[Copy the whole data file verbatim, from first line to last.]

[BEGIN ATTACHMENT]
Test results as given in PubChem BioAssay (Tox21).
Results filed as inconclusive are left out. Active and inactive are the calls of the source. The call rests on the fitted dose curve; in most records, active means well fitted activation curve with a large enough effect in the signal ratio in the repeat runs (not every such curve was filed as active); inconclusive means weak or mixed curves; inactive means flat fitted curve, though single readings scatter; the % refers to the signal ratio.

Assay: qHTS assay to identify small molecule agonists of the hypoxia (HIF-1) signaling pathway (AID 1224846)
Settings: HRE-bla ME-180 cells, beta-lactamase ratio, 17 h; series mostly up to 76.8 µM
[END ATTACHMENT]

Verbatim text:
Test results as given in PubChem BioAssay (Tox21).
Results filed as inconclusive are left out. Active and inactive are the calls of the source. The call rests on the fitted dose curve; in most records, active means well fitted activation curve with a large enough effect in the signal ratio in the repeat runs (not every such curve was filed as active); inconclusive means weak or mixed curves; inactive means flat fitted curve, though single readings scatter; the % refers to the signal ratio.

Assay: qHTS assay to identify small molecule agonists of the hypoxia (HIF-1) signaling pathway (AID 1224846)
Settings: HRE-bla ME-180 cells, beta-lactamase ratio, 17 h; series mostly up to 76.8 µM